After the Blue Mosque, we had lunch at a little pide (Turkish pizza) place. It was nice to sit and get out of the heat for a bit, especially since we then spent the afternoon wandering around Topkapi Palace. It was really cool to see the palace where sultans had lived, but whenever I visit places like that, I always find myself thinking about the ridiculousness of their wealth over other people’s. It was no different here, wandering from one lavishly decorated court to another, especially when we walked through the treasury where a lot of the court jewels – including the 5th largest diamond in the world – were on display. There was a nice view of the Bosphorus, though, so that helped alleviate my 99% frustration. ­čśë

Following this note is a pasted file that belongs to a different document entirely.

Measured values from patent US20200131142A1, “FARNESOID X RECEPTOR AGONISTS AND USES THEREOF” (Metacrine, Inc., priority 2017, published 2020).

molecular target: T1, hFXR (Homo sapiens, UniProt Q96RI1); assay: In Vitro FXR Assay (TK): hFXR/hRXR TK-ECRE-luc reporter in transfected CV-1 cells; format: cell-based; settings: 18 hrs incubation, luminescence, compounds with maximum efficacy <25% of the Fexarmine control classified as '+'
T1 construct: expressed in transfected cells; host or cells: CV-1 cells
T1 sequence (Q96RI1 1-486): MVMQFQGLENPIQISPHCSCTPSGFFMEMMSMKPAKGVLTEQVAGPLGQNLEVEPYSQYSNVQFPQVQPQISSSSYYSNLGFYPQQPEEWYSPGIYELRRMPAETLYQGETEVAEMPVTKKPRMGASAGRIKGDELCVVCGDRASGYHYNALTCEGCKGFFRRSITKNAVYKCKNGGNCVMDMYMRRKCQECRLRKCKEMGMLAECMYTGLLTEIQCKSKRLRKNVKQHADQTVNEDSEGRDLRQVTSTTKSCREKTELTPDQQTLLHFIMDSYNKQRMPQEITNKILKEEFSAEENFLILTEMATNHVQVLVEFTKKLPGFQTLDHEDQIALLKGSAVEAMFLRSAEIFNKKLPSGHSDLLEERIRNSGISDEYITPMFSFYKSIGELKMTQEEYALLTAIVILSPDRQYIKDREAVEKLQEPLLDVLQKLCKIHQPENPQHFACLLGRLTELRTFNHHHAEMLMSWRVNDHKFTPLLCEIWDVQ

At the end of our visit it began to seriously thunderstorm, with rain just pouring down out of the sky. We hid in the Hagia Irene for a bit, which was really spooky. There were only lights at the tops of a few of the columns and no natural light coming in through the windows due to the storm and the church itself is completely bare of any decoration, leaving the walls and ceiling totally bare. It was certainly a fitting place to wait out a thunderstorm.

As the rain let up a bit, we walked back to our hotel, getting soaked in the processed. The rain hadn’t really let up by dinner time, so we found an uninspiring kebab place nearby. A rather dismal end to a day that had started off so well!

Istanbul, Day 1